Model and ansatz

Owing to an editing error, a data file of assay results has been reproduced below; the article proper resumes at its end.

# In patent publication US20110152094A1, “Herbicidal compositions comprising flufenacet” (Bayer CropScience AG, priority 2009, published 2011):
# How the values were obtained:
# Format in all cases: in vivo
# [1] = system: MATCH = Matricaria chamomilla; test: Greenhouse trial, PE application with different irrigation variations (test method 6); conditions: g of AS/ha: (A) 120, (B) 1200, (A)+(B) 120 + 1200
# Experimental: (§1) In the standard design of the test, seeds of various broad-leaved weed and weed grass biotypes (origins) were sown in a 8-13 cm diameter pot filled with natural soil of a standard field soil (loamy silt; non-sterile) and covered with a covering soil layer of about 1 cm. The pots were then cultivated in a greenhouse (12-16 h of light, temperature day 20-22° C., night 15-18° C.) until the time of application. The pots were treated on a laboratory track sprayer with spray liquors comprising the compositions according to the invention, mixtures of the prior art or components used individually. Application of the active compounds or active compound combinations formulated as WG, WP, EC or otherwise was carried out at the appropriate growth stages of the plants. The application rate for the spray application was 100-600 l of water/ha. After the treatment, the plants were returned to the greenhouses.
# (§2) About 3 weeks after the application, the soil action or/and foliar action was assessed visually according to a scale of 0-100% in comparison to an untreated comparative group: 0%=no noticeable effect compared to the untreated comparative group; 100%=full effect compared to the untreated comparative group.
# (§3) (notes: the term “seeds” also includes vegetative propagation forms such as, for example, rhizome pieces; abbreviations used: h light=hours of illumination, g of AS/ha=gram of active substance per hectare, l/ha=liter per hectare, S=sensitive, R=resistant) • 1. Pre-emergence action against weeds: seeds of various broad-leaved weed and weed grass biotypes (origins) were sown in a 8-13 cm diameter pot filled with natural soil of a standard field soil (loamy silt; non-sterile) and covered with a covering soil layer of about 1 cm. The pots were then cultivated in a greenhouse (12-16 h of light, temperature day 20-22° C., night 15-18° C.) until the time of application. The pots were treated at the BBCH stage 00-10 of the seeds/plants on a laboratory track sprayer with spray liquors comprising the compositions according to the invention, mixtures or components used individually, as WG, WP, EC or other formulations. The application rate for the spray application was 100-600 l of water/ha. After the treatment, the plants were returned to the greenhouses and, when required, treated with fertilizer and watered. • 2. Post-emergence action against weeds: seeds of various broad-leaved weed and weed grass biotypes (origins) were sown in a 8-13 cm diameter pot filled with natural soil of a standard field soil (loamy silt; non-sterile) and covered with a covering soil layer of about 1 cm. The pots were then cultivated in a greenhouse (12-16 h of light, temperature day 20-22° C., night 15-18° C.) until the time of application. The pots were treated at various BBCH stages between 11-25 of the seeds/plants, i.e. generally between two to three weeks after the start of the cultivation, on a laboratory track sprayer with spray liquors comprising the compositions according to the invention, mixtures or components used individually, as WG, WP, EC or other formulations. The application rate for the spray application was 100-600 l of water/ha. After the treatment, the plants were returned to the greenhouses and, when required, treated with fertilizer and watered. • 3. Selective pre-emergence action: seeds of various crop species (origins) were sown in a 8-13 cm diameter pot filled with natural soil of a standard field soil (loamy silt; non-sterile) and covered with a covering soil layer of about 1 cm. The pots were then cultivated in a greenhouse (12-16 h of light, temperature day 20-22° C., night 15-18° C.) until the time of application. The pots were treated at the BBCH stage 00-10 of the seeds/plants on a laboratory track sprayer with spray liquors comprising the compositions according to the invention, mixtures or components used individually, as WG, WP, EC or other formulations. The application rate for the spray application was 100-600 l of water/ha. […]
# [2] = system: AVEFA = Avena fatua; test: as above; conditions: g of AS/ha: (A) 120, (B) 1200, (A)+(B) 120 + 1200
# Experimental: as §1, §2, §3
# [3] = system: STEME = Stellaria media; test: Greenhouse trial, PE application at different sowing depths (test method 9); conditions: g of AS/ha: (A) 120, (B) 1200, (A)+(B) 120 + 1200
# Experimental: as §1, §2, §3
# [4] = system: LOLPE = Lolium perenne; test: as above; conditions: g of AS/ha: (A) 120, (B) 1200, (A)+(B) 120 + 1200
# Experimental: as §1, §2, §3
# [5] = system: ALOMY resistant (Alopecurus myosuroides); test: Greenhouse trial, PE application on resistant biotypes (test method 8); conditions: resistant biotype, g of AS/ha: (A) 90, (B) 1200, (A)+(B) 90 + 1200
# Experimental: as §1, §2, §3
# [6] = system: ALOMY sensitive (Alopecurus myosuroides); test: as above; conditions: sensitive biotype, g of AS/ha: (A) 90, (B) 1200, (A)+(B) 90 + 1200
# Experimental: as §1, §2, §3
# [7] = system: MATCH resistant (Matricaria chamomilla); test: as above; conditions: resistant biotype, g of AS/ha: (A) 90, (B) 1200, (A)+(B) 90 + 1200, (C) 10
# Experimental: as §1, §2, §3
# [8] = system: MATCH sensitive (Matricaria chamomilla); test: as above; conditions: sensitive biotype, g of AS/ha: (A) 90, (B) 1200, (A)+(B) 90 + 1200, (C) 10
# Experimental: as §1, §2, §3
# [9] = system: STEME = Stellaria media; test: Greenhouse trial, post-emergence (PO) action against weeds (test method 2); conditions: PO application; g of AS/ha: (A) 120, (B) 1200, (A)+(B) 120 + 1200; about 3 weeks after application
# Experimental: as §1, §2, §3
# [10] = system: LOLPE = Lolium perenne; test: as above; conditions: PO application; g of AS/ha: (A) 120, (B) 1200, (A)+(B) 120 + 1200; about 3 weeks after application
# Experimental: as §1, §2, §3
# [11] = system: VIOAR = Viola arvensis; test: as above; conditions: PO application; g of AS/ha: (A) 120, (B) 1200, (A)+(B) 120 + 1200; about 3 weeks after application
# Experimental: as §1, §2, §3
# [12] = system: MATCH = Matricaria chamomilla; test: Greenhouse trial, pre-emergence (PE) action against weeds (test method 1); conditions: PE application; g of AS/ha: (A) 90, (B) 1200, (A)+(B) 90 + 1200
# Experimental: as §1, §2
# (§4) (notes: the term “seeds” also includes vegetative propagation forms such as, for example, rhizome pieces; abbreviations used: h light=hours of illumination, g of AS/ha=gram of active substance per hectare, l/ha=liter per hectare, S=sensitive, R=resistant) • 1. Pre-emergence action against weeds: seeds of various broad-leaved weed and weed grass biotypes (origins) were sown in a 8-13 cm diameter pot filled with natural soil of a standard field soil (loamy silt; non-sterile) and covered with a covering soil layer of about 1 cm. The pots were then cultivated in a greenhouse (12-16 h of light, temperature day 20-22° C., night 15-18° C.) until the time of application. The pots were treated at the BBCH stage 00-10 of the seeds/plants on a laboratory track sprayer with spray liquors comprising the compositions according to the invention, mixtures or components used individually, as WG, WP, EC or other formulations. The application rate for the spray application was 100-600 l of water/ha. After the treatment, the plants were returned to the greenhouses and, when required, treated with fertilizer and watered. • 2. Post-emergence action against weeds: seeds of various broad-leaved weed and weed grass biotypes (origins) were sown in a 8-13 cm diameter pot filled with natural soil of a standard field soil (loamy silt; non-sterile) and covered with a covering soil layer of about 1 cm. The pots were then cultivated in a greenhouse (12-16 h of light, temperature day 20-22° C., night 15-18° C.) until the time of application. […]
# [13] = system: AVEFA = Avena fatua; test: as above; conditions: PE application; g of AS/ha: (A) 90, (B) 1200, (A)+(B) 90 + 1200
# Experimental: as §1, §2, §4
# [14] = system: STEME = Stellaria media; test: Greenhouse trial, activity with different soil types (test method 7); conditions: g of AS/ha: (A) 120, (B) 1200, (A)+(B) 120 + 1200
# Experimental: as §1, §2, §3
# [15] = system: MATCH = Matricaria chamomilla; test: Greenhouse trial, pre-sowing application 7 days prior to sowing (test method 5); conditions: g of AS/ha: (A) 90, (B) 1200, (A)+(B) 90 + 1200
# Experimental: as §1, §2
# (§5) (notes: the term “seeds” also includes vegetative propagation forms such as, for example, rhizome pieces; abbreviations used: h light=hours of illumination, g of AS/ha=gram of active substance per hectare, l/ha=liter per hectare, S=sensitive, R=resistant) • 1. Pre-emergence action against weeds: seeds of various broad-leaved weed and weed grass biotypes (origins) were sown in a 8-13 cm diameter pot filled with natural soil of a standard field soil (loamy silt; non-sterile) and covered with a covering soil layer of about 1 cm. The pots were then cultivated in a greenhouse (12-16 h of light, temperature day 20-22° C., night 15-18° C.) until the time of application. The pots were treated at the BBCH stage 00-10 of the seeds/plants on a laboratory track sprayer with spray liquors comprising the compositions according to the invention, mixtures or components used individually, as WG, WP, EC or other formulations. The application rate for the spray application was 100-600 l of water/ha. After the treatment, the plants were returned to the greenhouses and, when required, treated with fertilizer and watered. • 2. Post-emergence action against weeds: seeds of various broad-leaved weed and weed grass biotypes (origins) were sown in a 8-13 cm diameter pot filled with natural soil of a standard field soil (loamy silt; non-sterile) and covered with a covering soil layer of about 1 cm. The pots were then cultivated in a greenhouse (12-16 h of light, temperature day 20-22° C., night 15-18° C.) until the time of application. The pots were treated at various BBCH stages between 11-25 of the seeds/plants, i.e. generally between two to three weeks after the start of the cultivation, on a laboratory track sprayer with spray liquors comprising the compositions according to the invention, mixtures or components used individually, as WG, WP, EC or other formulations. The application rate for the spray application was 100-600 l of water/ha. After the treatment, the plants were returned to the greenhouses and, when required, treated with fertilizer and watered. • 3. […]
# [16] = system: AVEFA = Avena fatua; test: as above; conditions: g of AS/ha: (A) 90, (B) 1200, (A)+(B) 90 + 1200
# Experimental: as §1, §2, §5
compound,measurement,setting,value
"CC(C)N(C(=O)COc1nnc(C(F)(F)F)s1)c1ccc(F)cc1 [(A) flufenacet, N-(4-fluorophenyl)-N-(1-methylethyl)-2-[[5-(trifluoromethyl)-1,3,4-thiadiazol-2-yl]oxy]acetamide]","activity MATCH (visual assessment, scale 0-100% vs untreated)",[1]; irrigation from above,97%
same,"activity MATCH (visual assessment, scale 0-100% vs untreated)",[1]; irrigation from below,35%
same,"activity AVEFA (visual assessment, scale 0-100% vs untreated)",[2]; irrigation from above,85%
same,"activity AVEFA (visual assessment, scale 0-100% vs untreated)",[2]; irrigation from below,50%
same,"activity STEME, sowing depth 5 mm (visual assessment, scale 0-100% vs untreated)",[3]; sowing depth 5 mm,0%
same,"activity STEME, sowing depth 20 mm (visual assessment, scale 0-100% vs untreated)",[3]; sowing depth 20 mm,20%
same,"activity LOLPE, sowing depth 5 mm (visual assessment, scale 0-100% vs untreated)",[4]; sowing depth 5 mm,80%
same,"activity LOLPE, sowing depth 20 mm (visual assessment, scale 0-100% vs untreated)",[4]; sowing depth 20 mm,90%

The research paper focuses on the dynamics of the Trotterized kicked transverse-field Ising model represented by a unitary involving Pauli operators Z and X, where v and v denote neighboring qubits on the “heavy hex” lattice. This lattice is a hexagonal lattice decorated with additional qubits along the edges. The dynamics of the model were simulated on the IBM Eagle quantum processor, which consists of a lattice of 6 × 3 heavy hexagons plus two additional qubits. To simulate the system on a classical computer, the authors use a tensor network approach that respects the qubit connectivity of the heavy hex lattice and fix a maximum amount of entanglement by limiting the bond dimension of the network. The tensor network state (TNS) is evolved by applying gates under the belief propagation (BP) approximation, and expectation values are extracted using belief propagation. The BP method is fully controlled on trees but incurs a potentially small but uncontrolled approximation when there are loops in the network; however, the error from this approximation is generally smaller for larger loops. The research demonstrates that even for a large lattice and significant circuit depths, the correlations in this model persist.